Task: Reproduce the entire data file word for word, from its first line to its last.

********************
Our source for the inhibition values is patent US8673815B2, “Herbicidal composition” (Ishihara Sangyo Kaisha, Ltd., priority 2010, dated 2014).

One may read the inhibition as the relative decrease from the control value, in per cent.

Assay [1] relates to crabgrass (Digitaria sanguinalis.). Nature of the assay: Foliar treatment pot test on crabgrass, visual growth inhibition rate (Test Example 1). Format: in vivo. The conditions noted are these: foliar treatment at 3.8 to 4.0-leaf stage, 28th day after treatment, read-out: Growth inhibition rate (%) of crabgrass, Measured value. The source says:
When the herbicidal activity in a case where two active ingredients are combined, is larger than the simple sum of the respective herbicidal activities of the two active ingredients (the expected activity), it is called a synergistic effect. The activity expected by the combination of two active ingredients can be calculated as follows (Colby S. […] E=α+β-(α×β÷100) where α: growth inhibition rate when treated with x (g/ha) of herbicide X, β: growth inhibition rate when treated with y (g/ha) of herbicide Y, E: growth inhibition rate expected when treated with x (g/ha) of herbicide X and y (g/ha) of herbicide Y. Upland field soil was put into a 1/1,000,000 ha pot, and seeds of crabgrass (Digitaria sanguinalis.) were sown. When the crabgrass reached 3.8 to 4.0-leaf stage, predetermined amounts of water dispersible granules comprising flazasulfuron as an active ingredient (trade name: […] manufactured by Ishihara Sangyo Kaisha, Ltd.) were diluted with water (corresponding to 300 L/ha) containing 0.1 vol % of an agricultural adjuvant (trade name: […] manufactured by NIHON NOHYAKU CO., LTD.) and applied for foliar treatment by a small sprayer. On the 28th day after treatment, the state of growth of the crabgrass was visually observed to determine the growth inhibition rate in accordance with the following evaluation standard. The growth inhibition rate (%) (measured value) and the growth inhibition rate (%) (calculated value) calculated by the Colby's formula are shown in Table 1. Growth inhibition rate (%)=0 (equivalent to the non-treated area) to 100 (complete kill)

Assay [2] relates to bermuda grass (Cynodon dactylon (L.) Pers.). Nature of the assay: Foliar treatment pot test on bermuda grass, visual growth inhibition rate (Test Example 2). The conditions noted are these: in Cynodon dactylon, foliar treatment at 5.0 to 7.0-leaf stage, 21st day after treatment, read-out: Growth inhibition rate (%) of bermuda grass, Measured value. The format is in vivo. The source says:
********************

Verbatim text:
Our source for the inhibition values is patent US8673815B2, “Herbicidal composition” (Ishihara Sangyo Kaisha, Ltd., priority 2010, dated 2014).

One may read the inhibition as the relative decrease from the control value, in per cent.

Assay [1] relates to crabgrass (Digitaria sanguinalis.). Nature of the assay: Foliar treatment pot test on crabgrass, visual growth inhibition rate (Test Example 1). Format: in vivo. The conditions noted are these: foliar treatment at 3.8 to 4.0-leaf stage, 28th day after treatment, read-out: Growth inhibition rate (%) of crabgrass, Measured value. The source says:
When the herbicidal activity in a case where two active ingredients are combined, is larger than the simple sum of the respective herbicidal activities of the two active ingredients (the expected activity), it is called a synergistic effect. The activity expected by the combination of two active ingredients can be calculated as follows (Colby S. […] E=α+β-(α×β÷100) where α: growth inhibition rate when treated with x (g/ha) of herbicide X, β: growth inhibition rate when treated with y (g/ha) of herbicide Y, E: growth inhibition rate expected when treated with x (g/ha) of herbicide X and y (g/ha) of herbicide Y. Upland field soil was put into a 1/1,000,000 ha pot, and seeds of crabgrass (Digitaria sanguinalis.) were sown. When the crabgrass reached 3.8 to 4.0-leaf stage, predetermined amounts of water dispersible granules comprising flazasulfuron as an active ingredient (trade name: […] manufactured by Ishihara Sangyo Kaisha, Ltd.) were diluted with water (corresponding to 300 L/ha) containing 0.1 vol % of an agricultural adjuvant (trade name: […] manufactured by NIHON NOHYAKU CO., LTD.) and applied for foliar treatment by a small sprayer. On the 28th day after treatment, the state of growth of the crabgrass was visually observed to determine the growth inhibition rate in accordance with the following evaluation standard. The growth inhibition rate (%) (measured value) and the growth inhibition rate (%) (calculated value) calculated by the Colby's formula are shown in Table 1. Growth inhibition rate (%)=0 (equivalent to the non-treated area) to 100 (complete kill)

Assay [2] relates to bermuda grass (Cynodon dactylon (L.) Pers.). Nature of the assay: Foliar treatment pot test on bermuda grass, visual growth inhibition rate (Test Example 2). The conditions noted are these: in Cynodon dactylon, foliar treatment at 5.0 to 7.0-leaf stage, 21st day after treatment, read-out: Growth inhibition rate (%) of bermuda grass, Measured value. The format is in vivo. The source says: